This leads to a mass accumulation of fluoride on the only surface it can stick to: the bones. Skeletal fluorosis is a condition that occurs when heavy deposits of fluoride build up in the bones, stiffening tendons and reducing range of motion. This condition is painful and incurable. People with skeletal fluorosis often depend on canes or other walking aids, as their legs no longer bend normally when they walk.
The lesser side effect is a condition called dental fluorosis, where fluoride accumulates on the adult teeth. Children who consume excessive amounts of fluoride before they’ve lost all of their baby teeth may find that when their adult teeth emerge, they’re a goldenrod shade and the surfaces are covered in irregular whitw markings or grooves. This is the result of excess fluoride attaching itself onto the teeth while they’re still developing within the gums.
Cosmetic treatments can be used to improve the appearance of dental fluorosis. While the condition itself may be unsightly, it isn’t inherently harmful. Most people with dental fluorosis are able to safely keep all of their adult teeth without an urgent need for extraction.
Preventing the Negative Side Effects of Fluoride
Most people in the United States will never be exposed to enough fluoride to cause skeletal fluorosis. When traveling, exclusively utilize non-fluoridated bottled water for cooking, drinking, and brushing your teeth. This prevents both excessive fluoride consumption and illnesses that can come from bacteria living in unclean water.
Children in the United States can still develop dental fluorosis from the fluoride in toothpaste. Most children’s toothpastes are formulated without fluoride to prevent fluorosis. Never allow a child to use adult fluoridated toothpaste until their adult teeth have fully emerged from their gums.
Are There Alternatives to Fluoride?
If you’re still uncomfortable with the idea of using fluoride in your toothpaste, you aren’t alone.
Many Americans have been looking to eliminate the controversial ingredient from their oral hygiene routines. Countries like China have banned or highly regulated fluoride to combat high levels of skeletal fluorosis. India is looking to remove as much fluoride from their water as possible, as their population is experiencing a widespread fluorosis epidemic. Most European countries do not fluoridate their water.
Many fluoride-free remineralizing toothpastes like Coral Toothpaste are becoming more and more available.
It’s important to note that “natural” does not automatically imply that a toothpaste is fluoride-free. Fluoride is a natural ingredient. Read the label to be sure your toothpaste specifies that it is formulated without fluoride.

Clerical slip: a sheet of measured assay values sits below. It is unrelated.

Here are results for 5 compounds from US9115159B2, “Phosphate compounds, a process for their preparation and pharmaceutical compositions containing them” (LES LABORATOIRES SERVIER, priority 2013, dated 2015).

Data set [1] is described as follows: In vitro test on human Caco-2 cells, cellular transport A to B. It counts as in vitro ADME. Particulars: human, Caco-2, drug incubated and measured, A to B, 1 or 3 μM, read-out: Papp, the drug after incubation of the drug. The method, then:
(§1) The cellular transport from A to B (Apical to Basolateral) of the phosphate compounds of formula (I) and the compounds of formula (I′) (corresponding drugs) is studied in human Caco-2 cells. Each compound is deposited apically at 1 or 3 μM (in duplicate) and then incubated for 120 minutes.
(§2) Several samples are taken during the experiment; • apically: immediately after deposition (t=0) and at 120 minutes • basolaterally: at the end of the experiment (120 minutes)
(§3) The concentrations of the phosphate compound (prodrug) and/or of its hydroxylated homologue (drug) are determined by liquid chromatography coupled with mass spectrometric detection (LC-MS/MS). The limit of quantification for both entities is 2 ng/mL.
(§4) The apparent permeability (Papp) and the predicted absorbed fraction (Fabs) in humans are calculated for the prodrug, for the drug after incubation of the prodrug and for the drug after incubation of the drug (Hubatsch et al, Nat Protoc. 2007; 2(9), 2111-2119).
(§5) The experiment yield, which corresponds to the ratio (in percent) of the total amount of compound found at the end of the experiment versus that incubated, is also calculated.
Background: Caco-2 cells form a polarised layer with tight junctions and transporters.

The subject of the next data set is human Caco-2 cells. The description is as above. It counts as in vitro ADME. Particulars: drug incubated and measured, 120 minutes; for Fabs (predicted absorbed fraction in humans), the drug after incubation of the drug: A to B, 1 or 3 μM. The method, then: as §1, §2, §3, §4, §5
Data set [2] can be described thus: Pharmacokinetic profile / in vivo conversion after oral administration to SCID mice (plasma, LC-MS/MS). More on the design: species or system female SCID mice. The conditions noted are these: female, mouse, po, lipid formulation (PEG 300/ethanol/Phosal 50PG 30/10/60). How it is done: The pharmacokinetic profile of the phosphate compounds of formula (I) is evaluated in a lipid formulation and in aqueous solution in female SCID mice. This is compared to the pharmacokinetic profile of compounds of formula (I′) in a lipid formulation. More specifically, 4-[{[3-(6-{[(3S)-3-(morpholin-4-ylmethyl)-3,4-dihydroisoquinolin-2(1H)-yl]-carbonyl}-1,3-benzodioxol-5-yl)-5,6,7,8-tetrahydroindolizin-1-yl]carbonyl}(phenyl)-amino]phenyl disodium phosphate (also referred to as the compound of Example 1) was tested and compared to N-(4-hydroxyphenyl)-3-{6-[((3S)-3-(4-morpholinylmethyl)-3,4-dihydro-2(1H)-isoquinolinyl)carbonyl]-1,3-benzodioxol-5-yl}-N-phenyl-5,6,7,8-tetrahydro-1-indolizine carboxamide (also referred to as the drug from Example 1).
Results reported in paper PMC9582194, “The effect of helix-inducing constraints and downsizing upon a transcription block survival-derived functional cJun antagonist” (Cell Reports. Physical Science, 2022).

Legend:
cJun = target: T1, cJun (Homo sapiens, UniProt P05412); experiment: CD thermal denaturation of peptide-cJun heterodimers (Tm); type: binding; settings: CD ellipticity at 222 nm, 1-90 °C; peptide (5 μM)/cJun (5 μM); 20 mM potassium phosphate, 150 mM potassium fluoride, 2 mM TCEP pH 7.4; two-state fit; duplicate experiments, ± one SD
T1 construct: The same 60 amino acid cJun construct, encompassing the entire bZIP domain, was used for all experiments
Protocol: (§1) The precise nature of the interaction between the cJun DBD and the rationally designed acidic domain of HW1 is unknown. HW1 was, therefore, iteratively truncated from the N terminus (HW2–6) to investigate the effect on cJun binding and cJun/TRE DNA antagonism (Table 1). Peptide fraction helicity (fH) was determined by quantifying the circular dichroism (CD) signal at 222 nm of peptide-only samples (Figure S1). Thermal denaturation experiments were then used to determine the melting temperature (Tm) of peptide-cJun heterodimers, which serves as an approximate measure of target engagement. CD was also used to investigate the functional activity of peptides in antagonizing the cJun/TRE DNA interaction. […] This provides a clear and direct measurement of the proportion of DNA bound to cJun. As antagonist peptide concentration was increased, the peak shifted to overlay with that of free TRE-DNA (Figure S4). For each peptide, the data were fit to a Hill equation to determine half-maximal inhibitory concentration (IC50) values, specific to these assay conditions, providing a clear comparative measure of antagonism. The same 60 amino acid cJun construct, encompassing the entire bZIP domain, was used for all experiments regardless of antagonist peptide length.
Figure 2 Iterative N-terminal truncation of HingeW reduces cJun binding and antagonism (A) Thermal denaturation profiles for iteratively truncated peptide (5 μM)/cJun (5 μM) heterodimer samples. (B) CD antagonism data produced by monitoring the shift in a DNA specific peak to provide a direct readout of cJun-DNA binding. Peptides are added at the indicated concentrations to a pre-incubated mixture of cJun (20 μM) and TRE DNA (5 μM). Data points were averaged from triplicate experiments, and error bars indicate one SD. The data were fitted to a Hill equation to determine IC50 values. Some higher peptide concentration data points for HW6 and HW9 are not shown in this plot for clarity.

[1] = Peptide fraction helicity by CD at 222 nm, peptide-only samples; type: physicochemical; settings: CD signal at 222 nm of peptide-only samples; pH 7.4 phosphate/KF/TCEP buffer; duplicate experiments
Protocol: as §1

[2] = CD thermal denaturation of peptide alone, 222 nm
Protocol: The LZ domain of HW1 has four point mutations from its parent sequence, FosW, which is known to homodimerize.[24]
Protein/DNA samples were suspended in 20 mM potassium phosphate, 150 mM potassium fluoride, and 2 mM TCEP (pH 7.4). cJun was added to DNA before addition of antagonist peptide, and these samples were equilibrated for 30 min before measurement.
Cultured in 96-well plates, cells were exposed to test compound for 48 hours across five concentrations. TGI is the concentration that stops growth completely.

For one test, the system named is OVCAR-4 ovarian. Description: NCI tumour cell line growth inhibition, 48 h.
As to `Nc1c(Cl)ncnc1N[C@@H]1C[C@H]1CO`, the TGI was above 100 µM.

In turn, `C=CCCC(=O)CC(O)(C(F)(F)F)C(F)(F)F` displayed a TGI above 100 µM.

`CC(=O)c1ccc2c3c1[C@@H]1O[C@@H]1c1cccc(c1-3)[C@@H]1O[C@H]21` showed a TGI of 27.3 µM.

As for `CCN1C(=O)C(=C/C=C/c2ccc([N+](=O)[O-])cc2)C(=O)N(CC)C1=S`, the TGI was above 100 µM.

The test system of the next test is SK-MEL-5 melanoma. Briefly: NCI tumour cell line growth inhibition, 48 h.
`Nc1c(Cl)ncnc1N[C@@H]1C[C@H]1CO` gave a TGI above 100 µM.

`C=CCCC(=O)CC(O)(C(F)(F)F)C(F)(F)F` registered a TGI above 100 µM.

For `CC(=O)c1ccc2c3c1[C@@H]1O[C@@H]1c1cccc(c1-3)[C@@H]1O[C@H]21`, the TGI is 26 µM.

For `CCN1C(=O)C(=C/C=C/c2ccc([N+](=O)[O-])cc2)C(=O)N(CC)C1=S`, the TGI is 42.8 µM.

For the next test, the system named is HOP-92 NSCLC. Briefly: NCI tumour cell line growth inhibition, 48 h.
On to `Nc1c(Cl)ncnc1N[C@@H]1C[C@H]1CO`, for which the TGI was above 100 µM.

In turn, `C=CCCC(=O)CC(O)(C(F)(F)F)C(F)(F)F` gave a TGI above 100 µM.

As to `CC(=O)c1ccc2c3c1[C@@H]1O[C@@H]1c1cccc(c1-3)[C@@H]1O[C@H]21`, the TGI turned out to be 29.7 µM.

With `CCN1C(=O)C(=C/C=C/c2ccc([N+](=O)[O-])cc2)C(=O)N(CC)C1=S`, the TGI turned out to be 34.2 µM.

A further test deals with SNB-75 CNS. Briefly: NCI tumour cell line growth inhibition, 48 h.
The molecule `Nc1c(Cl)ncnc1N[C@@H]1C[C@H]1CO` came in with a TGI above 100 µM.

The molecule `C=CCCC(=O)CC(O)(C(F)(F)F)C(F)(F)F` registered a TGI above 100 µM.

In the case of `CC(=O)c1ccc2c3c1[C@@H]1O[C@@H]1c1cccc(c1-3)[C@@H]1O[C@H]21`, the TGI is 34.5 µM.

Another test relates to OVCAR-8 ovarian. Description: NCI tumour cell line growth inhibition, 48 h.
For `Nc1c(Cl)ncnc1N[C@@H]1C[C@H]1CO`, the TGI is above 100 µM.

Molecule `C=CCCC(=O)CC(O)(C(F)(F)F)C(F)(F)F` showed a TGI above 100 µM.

Fluoride-free remineralizing toothpastes often use calcium and trace minerals that work with minerals naturally present in saliva to fortify weakened teeth while keeping them clean. SOur toothpaste also uses a plant-derived ingredient called xylitol, which helps to create a protective barrier over tooth enamel. This barrier helps to prevent further damage to the teeth when you eat and drink.
All toothpastes, whether or not they contain fluoride, work best when used twice a day for two minutes each. Floss and gentle mouthwash are also important additions to a well rounded dental hygiene routine. Removing or destroying the bacteria that contribute to tooth decay can help to slow the natural breakdown of teeth over time. Your enamel will stay stronger for longer, and you’ll reduce your chances of developing dental cavities.
In addition to regularly thoroughly cleaning your mouth, you’ll want to avoid excessive consumption of sugary or acidic foods that can contribute to tooth decay. Of course you cannot always avoid that beautiful homemade lasagna or an ice cream cone on a hot day. Just make sure you’re limiting your consumption of acids and sweets and thoroughly cleaning your mouth after you eat them.
Fluorine and fluoride are not the same thing, although fluoride does come from fluorine. Fluorine in its raw state is rightfully scary, but that’s not what’s in your toothpaste or your water.
If you’re uncomfortable with the risks associated with using fluoride, it’s easy to avoid fluoridated products. There are many excellent alternatives readily available. As long as you’re taking great care of your teeth and your dentist doesn’t object, you can switch to a fluoride-free toothpaste.